I agree, for reasons that have made me sad since the late 90s, when cookie-cutter FPSs arrived on the scene, clinging to the coattails of iD et al, soon to be followed by cookie-cutter MMOs, and finally, the miniature Dark Ages of the industry: sequels, sequels, sequels, and in-game advertising. Quirky, unique games and games that are very difficult just don't sell as well. I think it was in GameFan (RIP) that I read the quote that summed it up: "The hard-core are never catered to."

Game companies started to broaden their reach, to expand their demographic. The same is happening with Facebook. I watched my mother play game after game of Bejeweled. Facebook's reach is huge, well beyond the demographic usually thought of as gamers, that 18-35 male collective cash cow. I'm not on Facebook, but my mother is, my aunt is, the sort of person that kinda likes clicking cows. Zynga's games are close to their tolerance: easy, always there, not too deep. The gaming equivalent of a Will Smith summer blockbuster, the type that upsets the people that really love movies. A McDonald's burger, a Mariah Carey song, Marlboro Lights, Windows XP, Zynga: the suburbs of their industry. It may not be loved by critics, but damned if you can't make more money selling to a broader demographic than to a smaller group of devoted genre fans.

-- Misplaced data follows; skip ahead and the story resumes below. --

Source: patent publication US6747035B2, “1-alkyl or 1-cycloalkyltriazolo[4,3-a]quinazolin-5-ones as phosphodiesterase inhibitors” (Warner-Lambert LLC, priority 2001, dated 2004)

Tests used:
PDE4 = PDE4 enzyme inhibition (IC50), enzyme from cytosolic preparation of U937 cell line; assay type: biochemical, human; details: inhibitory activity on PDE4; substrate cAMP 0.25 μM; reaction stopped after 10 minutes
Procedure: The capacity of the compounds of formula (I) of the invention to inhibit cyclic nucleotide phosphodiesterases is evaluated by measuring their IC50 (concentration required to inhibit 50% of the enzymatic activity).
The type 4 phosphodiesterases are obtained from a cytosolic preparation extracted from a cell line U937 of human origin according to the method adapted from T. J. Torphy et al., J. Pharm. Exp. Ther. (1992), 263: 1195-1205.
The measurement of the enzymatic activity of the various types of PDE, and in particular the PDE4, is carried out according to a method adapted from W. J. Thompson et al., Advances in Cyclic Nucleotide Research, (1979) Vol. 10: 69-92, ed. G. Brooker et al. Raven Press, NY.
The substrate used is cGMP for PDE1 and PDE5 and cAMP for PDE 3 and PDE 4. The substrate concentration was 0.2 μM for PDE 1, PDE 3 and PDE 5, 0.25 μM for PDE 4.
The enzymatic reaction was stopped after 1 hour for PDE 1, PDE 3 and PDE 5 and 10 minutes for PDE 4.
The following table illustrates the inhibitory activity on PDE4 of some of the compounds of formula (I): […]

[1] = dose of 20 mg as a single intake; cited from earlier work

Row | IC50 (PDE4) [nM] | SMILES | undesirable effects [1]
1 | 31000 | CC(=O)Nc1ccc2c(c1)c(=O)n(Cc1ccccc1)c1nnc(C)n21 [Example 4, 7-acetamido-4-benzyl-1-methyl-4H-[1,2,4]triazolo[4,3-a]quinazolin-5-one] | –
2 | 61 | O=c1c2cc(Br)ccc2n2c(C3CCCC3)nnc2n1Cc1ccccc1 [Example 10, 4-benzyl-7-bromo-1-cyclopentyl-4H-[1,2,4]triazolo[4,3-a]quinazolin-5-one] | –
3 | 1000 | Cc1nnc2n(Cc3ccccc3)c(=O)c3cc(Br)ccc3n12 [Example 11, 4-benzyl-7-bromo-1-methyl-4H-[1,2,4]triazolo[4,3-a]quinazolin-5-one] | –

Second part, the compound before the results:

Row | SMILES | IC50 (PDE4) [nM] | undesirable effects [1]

So, on a much larger scale, we're seeing the games market broaden and develop, the same way that we saw it happen 10 or 15 years ago. There's hope for the future: you can still get rich making an iPhone/Android $2 game or a Minecraft, so we still have some sort of vibrance, sparks flying from the souls of the passionate and creative. But the way things are, there's more money in Farmville. I've stopped being angsty and dropped my elitism: you can't fight basic laws of commerce or Sturgeon's Law ("90% of everything is crap").